It’s set in stone: first compound exercises, then isolation exercises. Seems logical, but this order of exercises is at the expense of the smaller muscle groups.
Compound exercises are the large, compound exercises that involve multiple muscle groups. There are the barbell row and pull-up for back and biceps, and the barbell bench press for chest, shoulders and triceps. There are good reasons to prioritize compounds in your training schedule. Most importantly, compound exercises disrupt homeostasis much more than isolation exercises. As a result, they cause more overload and therefore more muscle growth.
A logical training sequence is therefore row and/or pull-ups first and then biceps curls. This sequence ensures that your biceps can start fresh on the compounds, in which they function as an auxiliary muscle. But the reverse is also true: when you start training your biceps, they are already pre-tired by the compounds. As a result, you will be able to do fewer reps than if you were to start those sets fresh. And so your biceps don’t get an optimal stimulus.
Now the latter is not a disaster, because your biceps will grow, at most a little less quickly. But as you get more advanced, the risk of landing on a plateau increases. And from anecdotal evidence, it’s often the smaller muscle groups, especially the arms, that stop growing. There are many strength athletes who are satisfied with their back, but not with their biceps.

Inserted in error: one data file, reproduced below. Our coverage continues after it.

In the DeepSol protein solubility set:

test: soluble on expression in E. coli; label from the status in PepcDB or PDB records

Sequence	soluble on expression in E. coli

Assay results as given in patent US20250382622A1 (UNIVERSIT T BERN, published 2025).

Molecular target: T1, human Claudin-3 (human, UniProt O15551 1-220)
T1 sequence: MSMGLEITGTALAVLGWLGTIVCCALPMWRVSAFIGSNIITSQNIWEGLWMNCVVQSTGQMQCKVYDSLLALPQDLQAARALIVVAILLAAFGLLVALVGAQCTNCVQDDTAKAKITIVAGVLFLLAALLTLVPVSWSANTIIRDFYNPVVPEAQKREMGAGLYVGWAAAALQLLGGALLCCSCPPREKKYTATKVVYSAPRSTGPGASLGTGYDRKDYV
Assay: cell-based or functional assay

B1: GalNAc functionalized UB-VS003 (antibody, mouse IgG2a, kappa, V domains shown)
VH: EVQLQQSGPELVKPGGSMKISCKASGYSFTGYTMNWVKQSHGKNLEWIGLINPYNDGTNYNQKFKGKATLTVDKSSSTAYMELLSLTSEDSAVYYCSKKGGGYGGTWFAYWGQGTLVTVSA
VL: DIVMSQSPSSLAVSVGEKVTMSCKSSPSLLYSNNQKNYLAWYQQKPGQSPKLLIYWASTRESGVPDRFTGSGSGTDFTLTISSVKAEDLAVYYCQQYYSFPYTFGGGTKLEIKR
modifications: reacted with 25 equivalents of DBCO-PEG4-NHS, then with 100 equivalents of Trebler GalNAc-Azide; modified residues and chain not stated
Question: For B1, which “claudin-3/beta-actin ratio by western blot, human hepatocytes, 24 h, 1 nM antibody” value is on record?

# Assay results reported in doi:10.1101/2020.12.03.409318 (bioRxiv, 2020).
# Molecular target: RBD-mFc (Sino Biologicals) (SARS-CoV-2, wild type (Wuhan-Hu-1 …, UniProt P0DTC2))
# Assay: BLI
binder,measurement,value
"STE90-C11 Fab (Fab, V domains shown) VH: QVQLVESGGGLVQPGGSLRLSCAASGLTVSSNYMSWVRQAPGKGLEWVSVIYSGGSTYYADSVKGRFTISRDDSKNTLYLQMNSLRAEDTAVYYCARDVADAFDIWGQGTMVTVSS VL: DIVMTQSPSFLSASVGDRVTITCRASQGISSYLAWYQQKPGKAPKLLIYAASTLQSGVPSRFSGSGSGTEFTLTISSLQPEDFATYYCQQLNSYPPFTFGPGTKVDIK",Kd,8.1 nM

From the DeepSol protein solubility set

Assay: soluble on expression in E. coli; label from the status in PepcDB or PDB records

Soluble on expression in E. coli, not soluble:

The solution? Train the smaller muscle group, for example the biceps, before the compound exercises. Yes, you will then be less strong in the compound because the auxiliary muscle, for example the biceps in rows, gives up prematurely. But your priority in this case is not your back, but your biceps. Your biceps get the maximum stimulus, while your back gets enough stimulus to at least maintain the muscle mass present.
Another solution is to train the smaller muscle group on a different day than the compound it is involved in. For example, biceps on the day you do push exercises. And if you really value the development of your biceps, you train them at the beginning of your training, if desired before the compounds. Those compounds will hardly be bothered by this, because the biceps only play a limited role in push exercises.
Mind you, this is not an argument against prioritizing compound exercises. As far as we are concerned, compounds form the basis of a training program, supplemented with isolation exercises. The message is that the muscles in your body do not all grow at the same rate. Over time, you will see that some muscle groups lag behind, which is why you need to give them extra attention. And that doesn’t even have to be by adding sets or inserting a specialization block; changing the order of exercises can be enough to trigger a new growth stimulus.